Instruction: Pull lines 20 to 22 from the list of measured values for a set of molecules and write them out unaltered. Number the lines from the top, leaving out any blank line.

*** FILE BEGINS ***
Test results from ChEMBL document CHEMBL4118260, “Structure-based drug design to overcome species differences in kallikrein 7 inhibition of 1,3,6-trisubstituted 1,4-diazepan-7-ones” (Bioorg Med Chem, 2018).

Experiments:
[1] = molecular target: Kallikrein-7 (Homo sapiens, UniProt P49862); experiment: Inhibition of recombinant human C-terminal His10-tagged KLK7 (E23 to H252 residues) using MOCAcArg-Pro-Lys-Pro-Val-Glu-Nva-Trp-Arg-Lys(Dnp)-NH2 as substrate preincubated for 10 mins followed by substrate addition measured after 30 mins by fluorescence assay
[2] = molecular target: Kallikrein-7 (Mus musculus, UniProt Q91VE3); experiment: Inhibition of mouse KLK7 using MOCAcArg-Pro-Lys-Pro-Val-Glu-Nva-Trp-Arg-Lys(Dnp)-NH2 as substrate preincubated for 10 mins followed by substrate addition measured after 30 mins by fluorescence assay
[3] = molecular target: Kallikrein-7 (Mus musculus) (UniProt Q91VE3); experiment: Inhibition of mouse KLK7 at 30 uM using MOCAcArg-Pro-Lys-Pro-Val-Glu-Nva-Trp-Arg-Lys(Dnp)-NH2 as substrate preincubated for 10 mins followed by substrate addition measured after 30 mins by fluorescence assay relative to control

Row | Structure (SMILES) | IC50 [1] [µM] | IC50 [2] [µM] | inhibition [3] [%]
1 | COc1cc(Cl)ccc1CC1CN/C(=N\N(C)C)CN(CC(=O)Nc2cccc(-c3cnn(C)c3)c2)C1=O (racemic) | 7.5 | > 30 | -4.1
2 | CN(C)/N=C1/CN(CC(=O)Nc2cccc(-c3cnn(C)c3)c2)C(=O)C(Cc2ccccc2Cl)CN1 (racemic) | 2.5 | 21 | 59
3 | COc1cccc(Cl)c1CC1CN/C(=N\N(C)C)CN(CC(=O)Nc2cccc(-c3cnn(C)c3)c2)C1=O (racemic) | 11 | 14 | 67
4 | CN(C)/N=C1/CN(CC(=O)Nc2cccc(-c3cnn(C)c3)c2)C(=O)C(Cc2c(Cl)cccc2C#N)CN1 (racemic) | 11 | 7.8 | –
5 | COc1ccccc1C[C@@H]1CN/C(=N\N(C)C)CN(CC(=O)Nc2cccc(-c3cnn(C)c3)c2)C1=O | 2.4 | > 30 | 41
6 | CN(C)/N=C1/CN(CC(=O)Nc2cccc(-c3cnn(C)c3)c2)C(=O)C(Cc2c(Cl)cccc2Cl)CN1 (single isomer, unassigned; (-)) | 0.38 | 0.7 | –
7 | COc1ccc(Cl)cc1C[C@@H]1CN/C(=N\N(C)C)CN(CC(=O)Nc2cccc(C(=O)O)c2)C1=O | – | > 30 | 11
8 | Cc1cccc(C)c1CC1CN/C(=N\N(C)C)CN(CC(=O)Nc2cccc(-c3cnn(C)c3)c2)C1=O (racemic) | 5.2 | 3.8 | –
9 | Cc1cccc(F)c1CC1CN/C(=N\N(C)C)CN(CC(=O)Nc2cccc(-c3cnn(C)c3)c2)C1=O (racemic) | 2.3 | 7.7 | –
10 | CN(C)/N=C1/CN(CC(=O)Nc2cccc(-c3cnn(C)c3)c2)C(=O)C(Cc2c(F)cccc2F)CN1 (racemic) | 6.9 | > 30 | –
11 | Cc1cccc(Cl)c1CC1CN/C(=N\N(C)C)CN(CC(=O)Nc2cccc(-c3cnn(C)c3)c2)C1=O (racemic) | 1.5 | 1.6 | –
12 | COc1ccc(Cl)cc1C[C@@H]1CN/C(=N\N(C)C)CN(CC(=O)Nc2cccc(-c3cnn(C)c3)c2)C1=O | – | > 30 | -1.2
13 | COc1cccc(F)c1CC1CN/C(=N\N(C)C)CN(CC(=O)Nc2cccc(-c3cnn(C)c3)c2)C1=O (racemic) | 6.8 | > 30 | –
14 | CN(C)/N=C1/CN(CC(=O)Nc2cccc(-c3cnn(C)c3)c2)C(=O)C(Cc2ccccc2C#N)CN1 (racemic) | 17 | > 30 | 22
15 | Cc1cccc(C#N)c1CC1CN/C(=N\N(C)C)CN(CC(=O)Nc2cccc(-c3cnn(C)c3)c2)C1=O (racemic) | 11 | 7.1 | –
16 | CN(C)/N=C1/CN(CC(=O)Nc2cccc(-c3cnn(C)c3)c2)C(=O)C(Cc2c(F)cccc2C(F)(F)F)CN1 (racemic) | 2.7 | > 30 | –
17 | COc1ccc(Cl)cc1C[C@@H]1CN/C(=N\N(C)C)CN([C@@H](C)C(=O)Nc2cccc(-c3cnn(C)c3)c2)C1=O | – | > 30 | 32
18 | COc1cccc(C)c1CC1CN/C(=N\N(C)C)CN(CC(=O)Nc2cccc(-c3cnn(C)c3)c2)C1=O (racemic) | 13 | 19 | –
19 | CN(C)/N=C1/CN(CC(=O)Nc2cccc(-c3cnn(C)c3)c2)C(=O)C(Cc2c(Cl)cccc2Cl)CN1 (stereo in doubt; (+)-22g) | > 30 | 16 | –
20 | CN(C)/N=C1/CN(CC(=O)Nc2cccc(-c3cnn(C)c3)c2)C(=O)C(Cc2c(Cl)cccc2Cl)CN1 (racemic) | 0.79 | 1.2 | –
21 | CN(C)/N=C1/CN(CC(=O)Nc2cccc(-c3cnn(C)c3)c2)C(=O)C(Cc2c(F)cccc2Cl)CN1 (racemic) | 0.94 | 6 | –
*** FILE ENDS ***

14 | CN(C)/N=C1/CN(CC(=O)Nc2cccc(-c3cnn(C)c3)c2)C(=O)C(Cc2ccccc2C#N)CN1 (racemic) | 17 | > 30 | 22
15 | Cc1cccc(C#N)c1CC1CN/C(=N\N(C)C)CN(CC(=O)Nc2cccc(-c3cnn(C)c3)c2)C1=O (racemic) | 11 | 7.1 | –
16 | CN(C)/N=C1/CN(CC(=O)Nc2cccc(-c3cnn(C)c3)c2)C(=O)C(Cc2c(F)cccc2C(F)(F)F)CN1 (racemic) | 2.7 | > 30 | –